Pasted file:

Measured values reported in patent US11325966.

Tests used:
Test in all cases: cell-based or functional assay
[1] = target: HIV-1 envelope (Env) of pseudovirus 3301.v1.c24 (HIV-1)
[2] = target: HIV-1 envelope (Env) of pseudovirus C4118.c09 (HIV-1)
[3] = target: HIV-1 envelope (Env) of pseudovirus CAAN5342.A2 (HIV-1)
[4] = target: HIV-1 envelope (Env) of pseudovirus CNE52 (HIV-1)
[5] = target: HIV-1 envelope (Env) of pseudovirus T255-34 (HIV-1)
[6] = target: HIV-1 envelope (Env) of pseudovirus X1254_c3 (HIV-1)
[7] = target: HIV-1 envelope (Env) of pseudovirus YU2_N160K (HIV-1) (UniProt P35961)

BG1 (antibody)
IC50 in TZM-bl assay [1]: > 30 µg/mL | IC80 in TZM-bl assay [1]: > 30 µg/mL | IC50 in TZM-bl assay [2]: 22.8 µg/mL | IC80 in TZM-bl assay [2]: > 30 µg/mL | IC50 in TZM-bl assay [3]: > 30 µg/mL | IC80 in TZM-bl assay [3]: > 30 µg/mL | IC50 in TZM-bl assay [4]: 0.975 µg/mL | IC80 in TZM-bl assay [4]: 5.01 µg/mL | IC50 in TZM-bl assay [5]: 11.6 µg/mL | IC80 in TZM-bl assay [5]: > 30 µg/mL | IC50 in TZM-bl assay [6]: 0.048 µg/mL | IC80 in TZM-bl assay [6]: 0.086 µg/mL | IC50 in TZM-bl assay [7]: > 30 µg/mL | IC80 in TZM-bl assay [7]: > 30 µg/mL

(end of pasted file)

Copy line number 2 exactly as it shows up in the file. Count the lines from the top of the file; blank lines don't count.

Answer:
Tests used: